Figure 2.4 Positive and negative feedbacks (adapted from The Met Office)

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from the sun, accelerating climate change. Negative feedbacks dampen the input, buffering the system from the potential effect and maintaining the current system state (Gunderson 2000). An example of negative feedback is the carbon sequestration of forests that dampens the warming of climate change by decreasing the greenhouse gases in the atmosphere. Complexity in a system tends to increase its capacity for negative feedbacks that help maintain the system state (Levin et al. 2013; Simard et al. 2012; Ryan et al. 2007). Complex Adaptive Systems may be defined as systems where “macroscopic system properties such as trophic structure, diversity–productivity relationships, and patterns of nutrient flux emerge from interactions among components, and may feed back to influence the subsequent development of those interactions� (Levin 1998). Complex adaptive systems have a fundamental capacity to self-organize. Selforganization is the set of processes where the components in a system interact and respond with nonlinear feedbacks such that assemblages or patterns emerge on a higher 26

scale (Figure 2.5) These patterns emerging from self-organization mean that a complex adaptive system cannot be understood by analyzing its components in isolation. The whole is more than the sum of the parts (Ryan et al. 2017). The capacity of complex adaptive systems to self-organize allows the system to adapt to changing conditions. A group of organisms that work together to maintain favorable systemic conditions can use resources more efficiently and are likely to be more resilient against systemic change. Resilience refers the amount of disturbance a system can absorb before changing state (Gunderson 2000). Interconnection in a system increases its resilience by providing more

Figure 2.5 Self-organization through feedbacks


avenues for feedbacks to occur. For example, a tree with roots in a symbiotic relationship with fungi (called mycorrhizae-see page 46), will better acquire nutrients from the soil, while the fungi will receive carbon for energy from the tree. The tree and fungi together as a system will use the resources in the environment more efficiently. The tree roots and fungi also work together to stabilize the soil against erosion, which will help protect nutrients in the soil in case of extreme wind or flooding–meaning increased resilience. Many root-fungi interconnections allow more sharing of resources and more avenues for nonlinear responses that buffer the system against disturbances (Simard et al. 2012). Complex systems exist as an aggregation of smaller systems and as a subsystem of larger systems. This nestedness contributes to the occurrence of complex interactions and nonlinear feedbacks (Figure 2.6). Collective action on a smaller scale affects higher scales and the emergent properties feedback to affect the smaller scale. An “ecosystem” is an abstract concept not fixed to particular scale (Pickett and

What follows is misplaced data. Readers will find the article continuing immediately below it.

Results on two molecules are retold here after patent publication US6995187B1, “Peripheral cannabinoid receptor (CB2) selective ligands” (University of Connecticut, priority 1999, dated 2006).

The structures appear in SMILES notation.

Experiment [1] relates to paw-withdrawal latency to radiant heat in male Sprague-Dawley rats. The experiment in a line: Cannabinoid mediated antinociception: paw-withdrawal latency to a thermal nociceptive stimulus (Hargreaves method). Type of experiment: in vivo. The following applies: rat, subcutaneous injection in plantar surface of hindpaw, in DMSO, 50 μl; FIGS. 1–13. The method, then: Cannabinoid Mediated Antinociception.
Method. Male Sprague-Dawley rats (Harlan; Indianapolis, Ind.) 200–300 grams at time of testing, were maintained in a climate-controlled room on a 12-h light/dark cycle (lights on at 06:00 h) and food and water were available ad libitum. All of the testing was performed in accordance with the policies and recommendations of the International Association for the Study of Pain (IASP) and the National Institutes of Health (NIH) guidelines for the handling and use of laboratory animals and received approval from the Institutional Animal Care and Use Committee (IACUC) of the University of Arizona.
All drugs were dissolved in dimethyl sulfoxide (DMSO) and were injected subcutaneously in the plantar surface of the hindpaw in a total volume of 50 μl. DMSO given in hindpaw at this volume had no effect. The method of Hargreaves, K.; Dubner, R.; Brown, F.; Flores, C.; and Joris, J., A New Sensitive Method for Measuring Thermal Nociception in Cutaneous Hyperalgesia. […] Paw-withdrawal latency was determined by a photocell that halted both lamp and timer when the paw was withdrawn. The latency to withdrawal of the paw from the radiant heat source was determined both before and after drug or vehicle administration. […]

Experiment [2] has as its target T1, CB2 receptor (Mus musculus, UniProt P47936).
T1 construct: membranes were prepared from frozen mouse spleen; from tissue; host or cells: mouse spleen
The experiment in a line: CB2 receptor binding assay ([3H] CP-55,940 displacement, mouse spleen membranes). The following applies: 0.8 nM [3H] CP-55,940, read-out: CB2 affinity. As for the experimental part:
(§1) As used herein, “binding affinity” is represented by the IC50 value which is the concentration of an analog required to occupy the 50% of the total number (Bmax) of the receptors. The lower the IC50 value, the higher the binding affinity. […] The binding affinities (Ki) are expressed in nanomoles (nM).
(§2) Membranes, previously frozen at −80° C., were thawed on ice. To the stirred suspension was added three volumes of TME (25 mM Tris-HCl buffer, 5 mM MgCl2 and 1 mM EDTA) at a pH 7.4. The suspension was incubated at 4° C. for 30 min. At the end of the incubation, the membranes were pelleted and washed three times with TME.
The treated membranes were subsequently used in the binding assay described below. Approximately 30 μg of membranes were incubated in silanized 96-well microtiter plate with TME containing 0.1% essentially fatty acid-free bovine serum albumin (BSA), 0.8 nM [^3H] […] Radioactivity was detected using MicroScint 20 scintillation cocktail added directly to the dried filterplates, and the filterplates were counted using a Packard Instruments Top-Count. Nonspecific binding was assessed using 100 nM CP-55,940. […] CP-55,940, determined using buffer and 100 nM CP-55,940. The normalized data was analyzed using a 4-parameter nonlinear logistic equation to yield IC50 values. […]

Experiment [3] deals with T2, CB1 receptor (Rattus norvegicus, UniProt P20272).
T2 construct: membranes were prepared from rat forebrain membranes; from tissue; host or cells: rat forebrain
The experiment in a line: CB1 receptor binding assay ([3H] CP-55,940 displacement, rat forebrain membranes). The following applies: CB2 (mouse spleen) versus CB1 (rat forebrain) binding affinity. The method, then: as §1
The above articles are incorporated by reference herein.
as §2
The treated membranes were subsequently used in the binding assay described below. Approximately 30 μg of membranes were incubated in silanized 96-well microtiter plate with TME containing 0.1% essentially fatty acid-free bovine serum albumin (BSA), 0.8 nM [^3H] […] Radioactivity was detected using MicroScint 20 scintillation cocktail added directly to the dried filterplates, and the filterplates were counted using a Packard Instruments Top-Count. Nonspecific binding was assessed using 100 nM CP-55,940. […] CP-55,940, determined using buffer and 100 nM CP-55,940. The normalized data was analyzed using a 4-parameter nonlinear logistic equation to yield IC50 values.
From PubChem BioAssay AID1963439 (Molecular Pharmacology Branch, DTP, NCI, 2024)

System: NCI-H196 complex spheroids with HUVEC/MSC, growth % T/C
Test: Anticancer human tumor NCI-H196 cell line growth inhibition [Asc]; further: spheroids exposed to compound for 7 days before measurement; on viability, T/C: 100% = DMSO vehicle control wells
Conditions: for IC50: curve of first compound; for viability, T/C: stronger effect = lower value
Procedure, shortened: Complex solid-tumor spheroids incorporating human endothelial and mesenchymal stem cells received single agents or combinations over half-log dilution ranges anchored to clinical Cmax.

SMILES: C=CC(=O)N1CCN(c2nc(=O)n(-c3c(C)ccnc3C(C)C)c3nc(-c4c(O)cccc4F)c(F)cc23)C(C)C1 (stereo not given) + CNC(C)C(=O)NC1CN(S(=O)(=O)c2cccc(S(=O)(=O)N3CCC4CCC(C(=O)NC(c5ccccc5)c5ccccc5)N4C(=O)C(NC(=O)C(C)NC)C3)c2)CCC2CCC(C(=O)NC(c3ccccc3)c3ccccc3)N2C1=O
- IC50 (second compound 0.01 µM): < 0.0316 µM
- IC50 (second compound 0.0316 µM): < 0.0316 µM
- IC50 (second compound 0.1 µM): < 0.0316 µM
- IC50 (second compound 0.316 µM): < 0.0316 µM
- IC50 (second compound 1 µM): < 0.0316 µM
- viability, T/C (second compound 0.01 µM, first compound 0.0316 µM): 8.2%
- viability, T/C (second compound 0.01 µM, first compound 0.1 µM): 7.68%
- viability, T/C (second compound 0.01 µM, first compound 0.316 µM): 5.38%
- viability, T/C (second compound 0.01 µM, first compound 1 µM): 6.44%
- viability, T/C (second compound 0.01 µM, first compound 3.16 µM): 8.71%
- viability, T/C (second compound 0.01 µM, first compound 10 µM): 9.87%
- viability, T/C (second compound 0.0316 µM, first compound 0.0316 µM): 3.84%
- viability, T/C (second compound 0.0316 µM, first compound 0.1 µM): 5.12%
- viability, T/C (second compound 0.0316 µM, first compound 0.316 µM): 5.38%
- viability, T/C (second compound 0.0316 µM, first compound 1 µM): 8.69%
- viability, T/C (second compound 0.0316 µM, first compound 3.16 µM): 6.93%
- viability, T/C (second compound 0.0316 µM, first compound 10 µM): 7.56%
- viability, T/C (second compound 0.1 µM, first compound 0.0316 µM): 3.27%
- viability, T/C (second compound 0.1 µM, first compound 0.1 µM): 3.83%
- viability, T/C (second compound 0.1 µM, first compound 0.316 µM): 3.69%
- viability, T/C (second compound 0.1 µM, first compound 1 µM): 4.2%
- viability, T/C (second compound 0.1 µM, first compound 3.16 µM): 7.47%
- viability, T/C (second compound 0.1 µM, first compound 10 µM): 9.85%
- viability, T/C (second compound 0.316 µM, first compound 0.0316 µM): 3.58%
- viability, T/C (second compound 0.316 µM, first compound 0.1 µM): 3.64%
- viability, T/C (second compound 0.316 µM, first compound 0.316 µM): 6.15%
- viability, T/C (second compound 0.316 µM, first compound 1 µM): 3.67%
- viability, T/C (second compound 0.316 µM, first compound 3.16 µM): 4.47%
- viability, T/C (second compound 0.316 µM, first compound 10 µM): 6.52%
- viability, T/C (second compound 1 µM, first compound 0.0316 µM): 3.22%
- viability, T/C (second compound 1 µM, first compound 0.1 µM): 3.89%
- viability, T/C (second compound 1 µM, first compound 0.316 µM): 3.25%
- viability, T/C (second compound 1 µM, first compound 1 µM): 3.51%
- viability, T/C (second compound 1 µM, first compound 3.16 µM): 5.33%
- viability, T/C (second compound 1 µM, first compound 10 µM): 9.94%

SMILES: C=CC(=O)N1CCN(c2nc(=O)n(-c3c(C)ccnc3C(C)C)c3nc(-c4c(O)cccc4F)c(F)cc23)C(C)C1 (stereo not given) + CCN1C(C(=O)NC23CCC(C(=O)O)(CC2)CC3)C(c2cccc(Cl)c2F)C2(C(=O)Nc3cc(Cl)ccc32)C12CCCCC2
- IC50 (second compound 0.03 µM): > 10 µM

Cadenasso 2002), but existing in a hierarchy of interconnected, nested systems. The development of hierarchical organization is “natural consequence of the self-organization of any complex system”(Levin 1998). A larger system, like a forest, contains smaller systems, like plant communities, that contain smaller microbial ecosystems. Designers should analyze multiple scales of systems to understand the complex dynamics of a landscape (Pulliam and Johnson 2002). Looking at a finer grain scale, such as testing for soil health, offers more detail about the system functioning. At a larger scale, fewer details are observable, but larger trends that may affect the system over time will be clearer (Levin 1992). For example, examining the watershed of a site over a year may reveal that a large amount of polluted runoff washes through the site after the first storm of the season. Then the designer can implement stormwater infrastructure and educate the neighborhood about protecting the watershed.

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Figure 2.6 A complex adaptive system as a hierarchy of nested systems

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Plant Functional Traits and Diversity functional traits leaf area

performance traits

plant fitness

biomass growth rate

reproduction

rooting depth mycorrhizae type

nitrogen uptake

survival

measurable features affecting

direct measurement of plant

plant reproduction

growth, reproduction, survival

performance and fitness

and survival

Figure 2.7 Functional and performance plant traits (Violle et al. 2007).

Functional diversity is a key characteristic of complex adaptive systems important for designing landscapes for carbon sequestration; but first I will review plant traits, plant life history strategies, and measures of diversity. A plant trait can be defined as any independently measurable feature of a plant (Garnier et al. 2016). Plant traits affect a plant’s performance, which affect its fitness, or how well it survives and reproduces in a particular environment. Plant traits can be categorized as functional traits and performance traits (Figure

2.7). Performance traits are direct measurements of an entire plant’s performance, such as its size, survival rates, or seed production. Functional traits are plant characteristics such as its growth form or internal processes that indirectly affect a plant’s fitness through their effects on wholeplant performance traits (Violle et al. 2007). For example, a plant with a functional trait of large leaf area, will photosynthesize more carbon and have energy to grow faster (a performance trait), then will have increased fitness. 29